Complex numbers involve the square root of negative one, and most non-mathematicians find it hard to accept that such a number is meaningful. In contrast, they feel that real numbers have an obvious and intuitive meaning. What’s the best way to explain

to a non-mathematicianthat complex numbers are necessary and meaningful, in the same way that real numbers are?This is not a Platonic question about the reality of mathematics, or whether abstractions are as real as physical entities, but an attempt to bridge a comprehension gap that many people experience when encountering complex numbers for the first time. The wording, although provocative, is deliberately designed to match the way that many people actually ask this question.

**Answer**

There are a few good answers to this question, depending on the audience. I’ve used all of these on occasion.

**A way to solve polynomials**

We came up with equations like $x – 5 = 0$, what is $x$?, and the naturals solved them (easily). Then we asked, “wait, what about $x + 5 = 0$?” So we invented negative numbers. Then we asked “wait, what about $2x = 1$?” So we invented rational numbers. Then we asked “wait, what about $x^2 = 2$?” so we invented irrational numbers.

Finally, we asked, “wait, what about $x^2 = -1$?” This is the only question that was left, so we decided to invent the “imaginary” numbers to solve it. All the other numbers, at some point, didn’t exist and didn’t seem “real”, but now they’re fine. Now that we have imaginary numbers, we can solve every polynomial, so it makes sense that that’s the last place to stop.

**Pairs of numbers**

This explanation goes the route of redefinition. Tell the listener to forget everything he or she knows about imaginary numbers. You’re defining a new number system, only now there are always pairs of numbers. Why? For fun. Then go through explaining how addition/multiplication work. Try and find a good “realistic” use of pairs of numbers (many exist).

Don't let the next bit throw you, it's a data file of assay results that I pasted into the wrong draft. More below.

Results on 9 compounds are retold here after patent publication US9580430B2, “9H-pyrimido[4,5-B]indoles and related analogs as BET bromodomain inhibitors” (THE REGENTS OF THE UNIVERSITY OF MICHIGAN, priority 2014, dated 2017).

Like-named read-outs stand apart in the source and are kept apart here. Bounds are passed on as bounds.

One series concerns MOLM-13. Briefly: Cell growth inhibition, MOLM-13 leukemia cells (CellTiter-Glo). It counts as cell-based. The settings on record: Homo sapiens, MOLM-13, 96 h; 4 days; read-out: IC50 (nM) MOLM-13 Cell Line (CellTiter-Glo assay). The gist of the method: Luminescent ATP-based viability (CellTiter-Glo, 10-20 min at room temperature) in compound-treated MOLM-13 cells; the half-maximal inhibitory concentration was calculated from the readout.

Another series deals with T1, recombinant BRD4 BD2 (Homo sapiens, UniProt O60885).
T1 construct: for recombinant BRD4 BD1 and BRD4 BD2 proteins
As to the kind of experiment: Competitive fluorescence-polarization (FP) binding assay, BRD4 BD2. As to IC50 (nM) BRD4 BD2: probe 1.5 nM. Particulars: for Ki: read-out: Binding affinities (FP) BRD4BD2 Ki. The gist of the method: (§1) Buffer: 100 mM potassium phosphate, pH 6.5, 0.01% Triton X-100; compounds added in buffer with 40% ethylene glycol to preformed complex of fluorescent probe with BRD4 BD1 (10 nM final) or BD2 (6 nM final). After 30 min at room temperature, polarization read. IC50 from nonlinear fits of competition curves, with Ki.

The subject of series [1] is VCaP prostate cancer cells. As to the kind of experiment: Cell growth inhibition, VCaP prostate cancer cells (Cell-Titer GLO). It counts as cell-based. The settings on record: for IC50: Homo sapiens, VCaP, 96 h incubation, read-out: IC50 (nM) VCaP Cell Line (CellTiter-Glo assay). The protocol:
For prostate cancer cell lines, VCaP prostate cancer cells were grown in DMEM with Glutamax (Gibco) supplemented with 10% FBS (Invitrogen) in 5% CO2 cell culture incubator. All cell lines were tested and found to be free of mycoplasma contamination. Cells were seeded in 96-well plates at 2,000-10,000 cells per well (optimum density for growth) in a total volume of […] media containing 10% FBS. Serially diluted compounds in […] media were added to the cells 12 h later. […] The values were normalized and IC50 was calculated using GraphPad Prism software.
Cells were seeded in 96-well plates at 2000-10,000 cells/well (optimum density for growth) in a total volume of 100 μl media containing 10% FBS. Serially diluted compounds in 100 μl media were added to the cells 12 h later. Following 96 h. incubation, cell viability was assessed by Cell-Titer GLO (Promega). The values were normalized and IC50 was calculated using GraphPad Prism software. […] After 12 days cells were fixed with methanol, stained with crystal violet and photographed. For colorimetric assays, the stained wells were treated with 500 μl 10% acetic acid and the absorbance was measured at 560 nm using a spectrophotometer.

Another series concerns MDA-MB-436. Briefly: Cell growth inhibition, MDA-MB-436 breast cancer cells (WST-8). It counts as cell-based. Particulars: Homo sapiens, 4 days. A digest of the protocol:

Then, show that in this system, $(0,1) * (0,1) = (-1,0)$, in other words, we’ve defined a new system, under which it makes sense to say that $\sqrt{-1} = i$, when $i=(0,1)$. And that’s really all there is to imaginary numbers: a definition of a new number system, which makes sense to use in most places. And under that system, there **is** an answer to $\sqrt{-1}$.

**The historical explanation**

Explain the history of the imaginary numbers. Showing that mathematicians *also* fought against them for a long time helps people understand the mathematical process, i.e., that it’s all definitions in the end.

I’m a little rusty, but I think there were certain equations that kept having parts of them which used $\sqrt{-1}$, and the mathematicians kept throwing out the equations since there is no such thing.

Then, one mathematician decided to just “roll with it”, and kept working, and found out that all those square roots cancelled each other out.

Amazingly, the answer that was left was the **correct answer** (he was working on finding roots of polynomials, I think). Which lead him to think that there *was* a valid reason to use $\sqrt{-1}$, even if it took a long time to understand it.

**Attribution***Source : Link , Question Author : Community , Answer Author : Community*